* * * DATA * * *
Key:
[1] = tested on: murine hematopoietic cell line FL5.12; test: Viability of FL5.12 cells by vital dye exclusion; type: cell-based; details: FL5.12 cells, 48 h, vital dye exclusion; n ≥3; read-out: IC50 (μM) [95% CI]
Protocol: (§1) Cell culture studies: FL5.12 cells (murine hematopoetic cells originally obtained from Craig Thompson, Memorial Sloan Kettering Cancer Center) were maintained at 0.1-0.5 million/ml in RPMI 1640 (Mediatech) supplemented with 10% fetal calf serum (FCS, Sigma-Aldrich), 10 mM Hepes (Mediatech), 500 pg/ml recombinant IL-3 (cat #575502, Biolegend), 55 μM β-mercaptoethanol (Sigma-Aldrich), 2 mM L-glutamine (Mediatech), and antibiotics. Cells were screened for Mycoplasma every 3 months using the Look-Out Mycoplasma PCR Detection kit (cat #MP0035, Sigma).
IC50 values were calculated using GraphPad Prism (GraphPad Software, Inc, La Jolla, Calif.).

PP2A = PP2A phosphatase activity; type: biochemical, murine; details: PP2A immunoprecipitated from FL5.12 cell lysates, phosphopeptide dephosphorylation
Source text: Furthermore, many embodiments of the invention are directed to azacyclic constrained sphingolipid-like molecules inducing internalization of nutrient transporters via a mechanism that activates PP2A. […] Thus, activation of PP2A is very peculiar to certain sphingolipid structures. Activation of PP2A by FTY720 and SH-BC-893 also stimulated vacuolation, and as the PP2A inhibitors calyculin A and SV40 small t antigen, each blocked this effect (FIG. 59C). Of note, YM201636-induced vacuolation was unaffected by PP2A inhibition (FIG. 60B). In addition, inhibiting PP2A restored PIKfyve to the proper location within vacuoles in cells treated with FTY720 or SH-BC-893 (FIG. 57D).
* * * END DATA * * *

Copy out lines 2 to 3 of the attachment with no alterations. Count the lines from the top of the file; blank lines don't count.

[1] = tested on: murine hematopoietic cell line FL5.12; test: Viability of FL5.12 cells by vital dye exclusion; type: cell-based; details: FL5.12 cells, 48 h, vital dye exclusion; n ≥3; read-out: IC50 (μM) [95% CI]
Protocol: (§1) Cell culture studies: FL5.12 cells (murine hematopoetic cells originally obtained from Craig Thompson, Memorial Sloan Kettering Cancer Center) were maintained at 0.1-0.5 million/ml in RPMI 1640 (Mediatech) supplemented with 10% fetal calf serum (FCS, Sigma-Aldrich), 10 mM Hepes (Mediatech), 500 pg/ml recombinant IL-3 (cat #575502, Biolegend), 55 μM β-mercaptoethanol (Sigma-Aldrich), 2 mM L-glutamine (Mediatech), and antibiotics. Cells were screened for Mycoplasma every 3 months using the Look-Out Mycoplasma PCR Detection kit (cat #MP0035, Sigma).